7. Commit the patch's changes to your local branch, run git status to see these changes. Avoid adding files which weren't in the initial branch, like the patch.
    Then, commit the changes
    git commit -m "Applying patch from issue 1497310 comment 5804956"
  8. Now, attempt to pull in all of the changes that have happened since the commit you branched from. Any rows that begin with "CONFLICT" are the ones you'll need to sort out in order for the patch to apply cleanly.
    git rebase 8.0.x

  9. Go through each of the files listed as having conflicts, and look for a line like <<<<<<< HEAD. For example:
    Open core/modules/statistics/statistics.module file

    * Implements hook_cron().
    function statistics_cron() {
    <<<<<<< HEAD
    $statistics_timestamp = \Drupal::state()->get('statistics.day_timestamp') ?: 0;
    $config = config('statistics.settings');
    $statistics_timestamp = $config->get('statistics_day_timestamp');
    >>>>>>> Applying patch from issue 1497310 comment 5804956

    Everything above the ======= is from the "clean" upstream version. Everything below the ======= is found in the patch you are rerolling. In general, you want to keep what's in the clean upstream version, and then modify it to follow the changed behavior from the patch. This ensures that any other changes that have been made to the upstream version not affecting your patch do not accidentally get undone.

  10. Edit the file until it looks correct, making sure to remove the special conflict marker lines.
    For example:

    function statistics_cron() {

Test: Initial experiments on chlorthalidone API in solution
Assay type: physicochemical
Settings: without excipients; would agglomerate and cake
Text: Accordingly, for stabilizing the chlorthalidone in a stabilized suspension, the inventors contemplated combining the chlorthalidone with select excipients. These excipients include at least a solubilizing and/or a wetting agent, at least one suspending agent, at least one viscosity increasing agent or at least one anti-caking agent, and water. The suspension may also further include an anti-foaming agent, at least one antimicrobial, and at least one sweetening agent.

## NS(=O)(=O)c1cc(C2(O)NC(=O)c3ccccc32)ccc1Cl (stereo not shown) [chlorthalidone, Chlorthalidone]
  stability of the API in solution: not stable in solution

$config = config('statistics.settings');
    $statistics_timestamp = $config->get('statistics_day_timestamp');
  11. Stage your changes with
    git add
    (Be careful not to accidentally stage files that have been removed in HEAD. Use git rm for those if necessary.)
  12. In order to continue rebase process run:
    git rebase --continue
    and repeat the previous steps until there are no conflicts left to resolve.
  13. Finally, create your patch, by diffing your local branch (cmi-statistics) against the upstream branch:
    git diff 8.0.x cmi-statistics > [description]-[issue-number]-[comment-number].patch
  14. Test your patch by applying it to the upstream branch.
    git checkout 8.0.x
    git apply --check [description]-[issue-number]-[comment-number].patch

    If the patch apply cleanly, you've just re-rolled a patch. Congratulations!.


Hiya. Great tutorial. Just wanted to point out that on they suggest to use 'git rebase' instead of 'git merge'. It was confusing to me, initially, which instructions to follow.

Took me a while and a lot of Googling to figure out that they both end up essentially with the same result, although rebase gives you one commit, and merge gives you two: your original commit + a merge commit.

Hi. Two suggestions:

(1) x-posting from my comment in core-office hours. When rerolling a patch, STEP 9 **IS REALLY IMPORTANT**. Otherwise you'll have a patch with missing stuff. :D

(2) Perhaps more detail on STEP 8 would be hepful. It might also be a good idea to introduce people to gui-based 3-way merge tools or to 'git mergetool'.

Before doing this thing i thing that a person has to qualified engineer then h/she can do this one.

New Version of drupal is amazing but it is really typical. I am thinking to learn it properly so I took help with assignment UK for better guidance.

I have been at it for hours, but I cannot find a patch that patches cleanly at all. Ihave tried to detective steps for multiple patches and no commit ID seems to work. Is there something I am missing? No patch I find seems to have a commit ID with it. I feel like maybe I don't know where to look for it